• Residential: 7 feet
      • Angled parking
        • Low-volume, low-speed avenues and streets
        • Commercial main streets
      • Reverse angled parking
        • Consider on bicycle routes
    On-Street Parking Photo: Dan Burden, Walklive.org Photo: James M. Daisa, P.E., Arup
    • Recommended practice
      • Locate so crossings are 200-300 feet apart
      • Significant pedestrian demand
      • Criteria for unsignalized crossing
        • 12,000 ADT or less
        • 15,000 ADT with median refuge
        • Speed less than 40 mph
        • Adequate sight distance
    Mid-Block Crossings Illustration: Claire Vlach, Bottomley Design & Planning
  • Photo: James M. Daisa, P.E., Arup
  • Thoroughfare Speed Management
    • Controlling speed using enforcement, design, and technology
    • Local street “traffic calming” measures not appropriate
    • Passive measures:
      • Provide motorist feedback
      • Motorist perceive need to lower speed
    • Active measures:
      • Enforcement
      • Physical devices force slower speed
    Photo: Dan Burden, Walklive.org
  • Thoroughfare Speed Management
    • Multidisciplinary decision
    • Requires input from:
      • Emergency services
      • Engineering
      • Street maintenance
      • Law enforcement
      • Transit service providers
      • Business and community stakeholders
  • Planning for Transit on Thoroughfares Type of Transit Local Bus Rapid Bus Bus Rapid Transit (BRT) Trolleys / Streetcar Light Rail Transit (LRT)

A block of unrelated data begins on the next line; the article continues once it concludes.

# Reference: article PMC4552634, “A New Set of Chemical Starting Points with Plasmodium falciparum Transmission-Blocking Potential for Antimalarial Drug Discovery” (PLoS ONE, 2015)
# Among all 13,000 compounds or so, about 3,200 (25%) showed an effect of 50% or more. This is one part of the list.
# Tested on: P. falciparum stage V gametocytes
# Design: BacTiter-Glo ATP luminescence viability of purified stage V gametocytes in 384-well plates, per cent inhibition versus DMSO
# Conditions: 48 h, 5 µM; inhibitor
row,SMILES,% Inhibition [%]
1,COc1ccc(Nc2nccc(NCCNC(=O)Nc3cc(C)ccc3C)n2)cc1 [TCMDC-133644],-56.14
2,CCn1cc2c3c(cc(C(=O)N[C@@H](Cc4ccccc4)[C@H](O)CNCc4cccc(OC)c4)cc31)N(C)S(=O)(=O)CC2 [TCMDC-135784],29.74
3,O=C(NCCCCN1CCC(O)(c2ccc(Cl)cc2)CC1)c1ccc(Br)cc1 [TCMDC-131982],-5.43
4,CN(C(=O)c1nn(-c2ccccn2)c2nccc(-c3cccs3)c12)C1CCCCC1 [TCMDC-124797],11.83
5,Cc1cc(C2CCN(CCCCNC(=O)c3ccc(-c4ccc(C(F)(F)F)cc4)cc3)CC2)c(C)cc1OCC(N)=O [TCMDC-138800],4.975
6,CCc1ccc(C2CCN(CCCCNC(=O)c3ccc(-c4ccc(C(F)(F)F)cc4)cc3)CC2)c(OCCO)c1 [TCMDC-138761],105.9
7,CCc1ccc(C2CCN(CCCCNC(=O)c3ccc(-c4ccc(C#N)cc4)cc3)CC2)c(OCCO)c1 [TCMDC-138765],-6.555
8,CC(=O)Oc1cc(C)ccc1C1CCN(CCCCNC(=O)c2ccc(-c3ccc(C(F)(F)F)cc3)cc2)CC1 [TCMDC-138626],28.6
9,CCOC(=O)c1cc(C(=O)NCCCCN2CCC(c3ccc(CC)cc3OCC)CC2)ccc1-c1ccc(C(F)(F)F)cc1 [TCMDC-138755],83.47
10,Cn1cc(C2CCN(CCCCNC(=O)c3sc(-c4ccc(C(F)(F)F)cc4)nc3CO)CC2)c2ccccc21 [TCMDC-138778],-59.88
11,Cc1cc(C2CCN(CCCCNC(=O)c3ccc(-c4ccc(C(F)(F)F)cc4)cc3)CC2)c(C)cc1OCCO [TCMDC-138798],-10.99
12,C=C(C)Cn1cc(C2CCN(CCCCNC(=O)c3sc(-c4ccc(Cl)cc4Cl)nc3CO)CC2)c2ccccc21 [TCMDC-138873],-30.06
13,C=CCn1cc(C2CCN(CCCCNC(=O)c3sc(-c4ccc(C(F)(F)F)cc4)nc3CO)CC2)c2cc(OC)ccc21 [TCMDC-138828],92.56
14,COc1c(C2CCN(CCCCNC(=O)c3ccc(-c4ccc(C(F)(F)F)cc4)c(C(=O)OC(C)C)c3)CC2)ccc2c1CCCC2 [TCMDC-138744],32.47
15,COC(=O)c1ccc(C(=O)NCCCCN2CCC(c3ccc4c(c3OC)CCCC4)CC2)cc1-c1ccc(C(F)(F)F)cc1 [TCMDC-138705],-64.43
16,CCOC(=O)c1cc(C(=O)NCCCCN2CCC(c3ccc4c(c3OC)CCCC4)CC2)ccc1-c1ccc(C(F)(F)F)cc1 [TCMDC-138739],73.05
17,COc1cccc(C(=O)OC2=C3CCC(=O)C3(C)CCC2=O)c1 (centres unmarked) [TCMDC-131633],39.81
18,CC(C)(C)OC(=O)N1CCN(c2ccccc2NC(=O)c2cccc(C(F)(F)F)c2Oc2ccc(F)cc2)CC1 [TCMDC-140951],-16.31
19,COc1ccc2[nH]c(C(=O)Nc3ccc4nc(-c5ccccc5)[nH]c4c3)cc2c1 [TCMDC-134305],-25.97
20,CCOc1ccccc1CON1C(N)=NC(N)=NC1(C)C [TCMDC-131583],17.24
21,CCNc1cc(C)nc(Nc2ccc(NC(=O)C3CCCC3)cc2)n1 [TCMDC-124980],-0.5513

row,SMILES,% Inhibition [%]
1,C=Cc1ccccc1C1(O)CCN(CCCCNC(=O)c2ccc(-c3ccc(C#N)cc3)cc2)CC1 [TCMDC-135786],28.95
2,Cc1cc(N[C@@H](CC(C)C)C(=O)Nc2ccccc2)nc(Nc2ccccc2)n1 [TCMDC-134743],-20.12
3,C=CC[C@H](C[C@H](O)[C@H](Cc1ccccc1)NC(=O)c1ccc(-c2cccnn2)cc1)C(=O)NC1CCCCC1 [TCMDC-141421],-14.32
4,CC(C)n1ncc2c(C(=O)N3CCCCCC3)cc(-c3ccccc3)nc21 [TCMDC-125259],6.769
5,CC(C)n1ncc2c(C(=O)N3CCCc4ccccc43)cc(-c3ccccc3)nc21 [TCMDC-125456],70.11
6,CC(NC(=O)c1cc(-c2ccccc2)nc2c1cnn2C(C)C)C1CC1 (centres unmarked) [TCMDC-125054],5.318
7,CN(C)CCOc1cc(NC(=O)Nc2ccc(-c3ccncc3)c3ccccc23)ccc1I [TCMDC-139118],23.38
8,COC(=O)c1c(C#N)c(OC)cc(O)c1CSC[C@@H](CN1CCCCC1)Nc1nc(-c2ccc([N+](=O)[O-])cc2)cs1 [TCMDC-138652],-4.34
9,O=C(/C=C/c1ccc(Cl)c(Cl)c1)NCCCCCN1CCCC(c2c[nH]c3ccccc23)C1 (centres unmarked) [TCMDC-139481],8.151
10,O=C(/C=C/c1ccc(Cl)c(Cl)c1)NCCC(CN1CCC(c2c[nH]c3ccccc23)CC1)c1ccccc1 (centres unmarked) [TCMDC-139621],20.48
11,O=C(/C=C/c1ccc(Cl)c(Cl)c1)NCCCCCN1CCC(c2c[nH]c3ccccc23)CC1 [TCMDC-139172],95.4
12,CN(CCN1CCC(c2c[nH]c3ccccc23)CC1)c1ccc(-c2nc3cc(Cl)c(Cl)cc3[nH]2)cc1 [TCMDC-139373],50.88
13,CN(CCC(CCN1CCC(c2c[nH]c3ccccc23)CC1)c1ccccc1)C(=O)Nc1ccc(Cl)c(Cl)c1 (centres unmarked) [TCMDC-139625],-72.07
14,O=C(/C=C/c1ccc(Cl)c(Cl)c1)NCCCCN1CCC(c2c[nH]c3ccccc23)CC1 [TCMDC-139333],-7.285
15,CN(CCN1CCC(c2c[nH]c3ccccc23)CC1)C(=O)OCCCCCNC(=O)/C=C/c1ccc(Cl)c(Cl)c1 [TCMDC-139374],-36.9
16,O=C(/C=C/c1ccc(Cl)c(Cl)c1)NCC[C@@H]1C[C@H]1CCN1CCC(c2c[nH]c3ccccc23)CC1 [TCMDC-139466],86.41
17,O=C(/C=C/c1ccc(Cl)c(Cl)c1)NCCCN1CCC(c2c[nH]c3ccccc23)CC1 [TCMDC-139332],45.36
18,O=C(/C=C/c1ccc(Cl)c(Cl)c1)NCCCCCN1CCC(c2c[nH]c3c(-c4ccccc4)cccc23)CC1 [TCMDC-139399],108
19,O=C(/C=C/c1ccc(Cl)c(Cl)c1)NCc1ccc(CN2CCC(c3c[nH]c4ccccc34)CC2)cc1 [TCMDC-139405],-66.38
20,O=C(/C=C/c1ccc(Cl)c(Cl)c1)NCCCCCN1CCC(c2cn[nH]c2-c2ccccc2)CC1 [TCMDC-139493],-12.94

• Transit Facilities on Thoroughfares
    • Mixed-flow travel lanes
    • High-occupancy vehicle (HOV) lanes in median or outside lanes
    • Reversible or contraflow transit lanes
    • Dedicated transitway in inside or outside travel lanes
    • Separated transitway in thoroughfare right of way
    • Transit-only streets, busways, or transit malls
  • Considerations When Planning for Transit Thoroughfare Component Factors to be Considered Streetside Streetside width at stops or stations Space for passenger requirements such as shelters, seating, trees, lighting, etc. Accessibility requirements (lift pads) Traveled Way Available total right-of-way to accommodate running ways, stops and stations Lane width to accommodate transit vehicle in mixed flow lanes Type of running way and separation Median width to accommodate running ways and stations Pedestrian access to median stations Parking restrictions near stops and stations Bike/bus conflicts where buses stop in bike lane Additional width for transit facilities versus pedestrian crossing distance Horizontal and vertical clearances for transit Transit operations on one-way streets, location of stops, turns Overhead clearance for catenary power supply or trolley wires and space to mount poles
  • Photo: Texas Transportation Institute Example: Local bus route in a High Occupancy Vehicle (HOV) lane on an Urban Core avenue
  • Photo: James M. Daisa, P.E., Arup Example: Trolley in mixed flow lane with raised island stop
  • Photo: James M. Daisa, P.E., Arup Example: Shared bus and bike lane
  • Photo: James M. Daisa, PE, Arup Example: Light rail transit in separate right-of-way within an Urban Center boulevard
  • Bus Stops in the Traveled Way
    • Some considerations in stop placement